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Scholars say ‘complex’ Nabataean irrigation system can be adopted for current times

By Saeb Rawashdeh - Apr 14,2016 - Last updated at Apr 14,2016

AMMAN — Despite the low rainfall in Petra, the Nabataeans managed to create “a very sophisticated system” to capture and use this water to grow crops, according to Professor Nizar Abu Jaber.

In a lecture delivered at the German Protestant Institute of Archaeology (GPIA) earlier this week, the scholar said the annual amount of rainfall in Petra, some 235km south of Amman, “adds up to around 9 million cubic metres”.

“Everyone is aware of the complex Nabataean system of dams, cisterns and canals, yet little thought has been given to the terrace systems created to make use of the torrents,” the professor continued.

The Centre for the Study of Natural and Cultural Heritage at the German-Jordanian University (GJU) have formed a team to study the geo-archaeological aspects of the terraces.

The project is sponsored by the EU for a year, and is being conducted in close cooperation with the Petra Development and Tourism Region Authority.

At the lecture, titled “Taming the torrents: The terrace engineering in Petra”, Abu Jaber and Catreena Hamarneh, who has degrees in both geology and archaeology, explained how ancient Nabataeans created a system of catching and containing water that was used to grow agricultural produce and provide drinking water for domesticated animals.

Previous studies have concentrated on Nabataean water harvesting and distribution systems in Petra, but large cisterns regardless of their size have not been sufficient to enable local population to irrigate large farms that were able to produce enough crops to feed the entire population, Abu Jaber noted.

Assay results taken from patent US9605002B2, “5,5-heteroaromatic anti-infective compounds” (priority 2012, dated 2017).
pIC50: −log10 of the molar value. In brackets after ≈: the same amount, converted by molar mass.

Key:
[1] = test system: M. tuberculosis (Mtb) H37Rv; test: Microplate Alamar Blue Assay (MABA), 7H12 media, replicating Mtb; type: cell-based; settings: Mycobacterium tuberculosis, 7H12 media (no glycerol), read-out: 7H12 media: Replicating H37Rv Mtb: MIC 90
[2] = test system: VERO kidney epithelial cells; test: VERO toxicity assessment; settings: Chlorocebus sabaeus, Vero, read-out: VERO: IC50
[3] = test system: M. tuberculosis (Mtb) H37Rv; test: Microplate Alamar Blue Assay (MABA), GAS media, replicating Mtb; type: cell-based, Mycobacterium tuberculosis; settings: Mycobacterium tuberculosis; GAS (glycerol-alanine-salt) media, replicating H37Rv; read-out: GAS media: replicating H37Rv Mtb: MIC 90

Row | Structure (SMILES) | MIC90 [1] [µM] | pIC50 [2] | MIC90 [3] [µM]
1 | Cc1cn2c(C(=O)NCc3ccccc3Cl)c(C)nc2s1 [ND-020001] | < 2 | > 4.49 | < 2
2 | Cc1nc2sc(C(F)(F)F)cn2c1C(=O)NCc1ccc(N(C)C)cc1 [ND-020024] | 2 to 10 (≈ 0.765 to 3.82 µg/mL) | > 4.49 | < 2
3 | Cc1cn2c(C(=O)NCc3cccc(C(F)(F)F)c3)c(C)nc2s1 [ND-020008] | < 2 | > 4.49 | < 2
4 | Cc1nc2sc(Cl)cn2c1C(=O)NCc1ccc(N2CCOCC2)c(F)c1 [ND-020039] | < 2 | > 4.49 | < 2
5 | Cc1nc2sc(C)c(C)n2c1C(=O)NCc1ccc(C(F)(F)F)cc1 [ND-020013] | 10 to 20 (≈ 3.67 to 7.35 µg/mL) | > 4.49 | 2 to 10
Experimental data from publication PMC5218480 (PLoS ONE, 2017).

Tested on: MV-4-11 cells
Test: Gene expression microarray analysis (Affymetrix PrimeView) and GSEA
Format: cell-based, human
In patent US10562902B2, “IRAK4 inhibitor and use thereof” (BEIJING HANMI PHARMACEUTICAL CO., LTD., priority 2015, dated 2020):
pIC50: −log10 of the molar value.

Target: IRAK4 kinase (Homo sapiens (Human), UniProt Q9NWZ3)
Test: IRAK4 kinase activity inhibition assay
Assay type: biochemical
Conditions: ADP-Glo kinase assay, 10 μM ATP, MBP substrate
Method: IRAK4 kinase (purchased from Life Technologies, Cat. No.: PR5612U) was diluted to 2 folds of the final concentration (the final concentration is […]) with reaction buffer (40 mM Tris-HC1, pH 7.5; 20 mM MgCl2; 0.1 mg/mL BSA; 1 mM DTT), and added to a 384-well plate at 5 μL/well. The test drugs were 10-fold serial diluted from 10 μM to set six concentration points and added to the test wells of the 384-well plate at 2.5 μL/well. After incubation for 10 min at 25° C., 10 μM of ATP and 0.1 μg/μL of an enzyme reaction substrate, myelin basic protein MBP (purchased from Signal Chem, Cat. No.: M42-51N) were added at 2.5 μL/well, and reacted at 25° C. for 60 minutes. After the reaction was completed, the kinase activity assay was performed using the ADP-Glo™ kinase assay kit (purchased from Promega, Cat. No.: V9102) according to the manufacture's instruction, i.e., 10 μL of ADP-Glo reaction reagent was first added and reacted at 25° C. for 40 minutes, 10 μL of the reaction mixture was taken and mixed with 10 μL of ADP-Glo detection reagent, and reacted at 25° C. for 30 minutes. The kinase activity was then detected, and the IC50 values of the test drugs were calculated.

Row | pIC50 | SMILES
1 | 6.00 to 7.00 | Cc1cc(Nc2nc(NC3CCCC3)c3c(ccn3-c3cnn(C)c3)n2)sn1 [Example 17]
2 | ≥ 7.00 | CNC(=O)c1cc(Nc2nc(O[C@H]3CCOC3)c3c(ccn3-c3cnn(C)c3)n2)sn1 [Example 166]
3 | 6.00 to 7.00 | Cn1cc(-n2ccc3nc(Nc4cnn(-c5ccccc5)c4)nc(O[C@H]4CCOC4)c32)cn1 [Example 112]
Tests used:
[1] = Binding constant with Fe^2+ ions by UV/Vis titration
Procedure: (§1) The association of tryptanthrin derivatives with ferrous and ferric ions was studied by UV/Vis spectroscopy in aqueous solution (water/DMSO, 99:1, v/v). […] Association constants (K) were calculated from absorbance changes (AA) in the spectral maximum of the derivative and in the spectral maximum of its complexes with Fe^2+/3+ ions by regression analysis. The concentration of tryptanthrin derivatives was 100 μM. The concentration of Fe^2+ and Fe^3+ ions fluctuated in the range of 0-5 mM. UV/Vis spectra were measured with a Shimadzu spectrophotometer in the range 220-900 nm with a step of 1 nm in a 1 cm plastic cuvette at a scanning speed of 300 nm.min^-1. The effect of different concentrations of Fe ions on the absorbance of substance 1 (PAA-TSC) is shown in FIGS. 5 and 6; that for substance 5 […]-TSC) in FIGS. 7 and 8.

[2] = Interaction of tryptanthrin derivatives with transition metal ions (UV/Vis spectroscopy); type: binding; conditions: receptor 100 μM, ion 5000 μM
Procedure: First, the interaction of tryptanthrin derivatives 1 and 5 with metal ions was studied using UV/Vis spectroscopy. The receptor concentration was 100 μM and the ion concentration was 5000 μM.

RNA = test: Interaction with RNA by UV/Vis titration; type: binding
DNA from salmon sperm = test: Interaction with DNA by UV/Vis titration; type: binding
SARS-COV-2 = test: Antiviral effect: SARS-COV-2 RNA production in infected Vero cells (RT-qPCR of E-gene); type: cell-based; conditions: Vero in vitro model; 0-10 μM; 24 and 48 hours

Teams from Yarmouk University, the GPIA and the GJU have conducted several experiments at the Petra region in order to assess the effectiveness of terracing for water management and flood control.

These have clearly shown that terracing reduces run-off and enhances soil maturity and moisture retention, the researcher underlined.

“A terrace is an artificial construction or levelling of the land surface into a horizontal bed,” Hamarneh said.

The moisture accumulation was enough to grow legumes, wheat and barley. The complex construction of the terrace walls has managed to pass the test of time, withstanding the swelling of the clay in the soil, minimising salinity and getting rid of water excess — something modern terraces lack, Abu Jaber elaborated.

Pottery fragments collected during the study give strong impression that this system might have been developed by the Nabataeans from their Edomite ancestors and continued to be in use during the Roman and Byzantine periods.

The experiences from the past generations of Petra residents can be implemented in the present, according to the professor.

“This research aims to encourage the local community to restore these terraces and use them not only to revive the agriculture of the area but also to help protect Petra from the flow of torrent and silt that once buried much of the old city to oblivion,” Abu Jaber said.

The main idea, according to the scholar, is “to revive the ancient technologies for use in agriculture and flood control in dry areas”.


The lecture was part of the series of events “Archaeology of the Greater Petra Region - New Research in Petra and Beyond” organised by the GPIA and the German Archaeological Institute.

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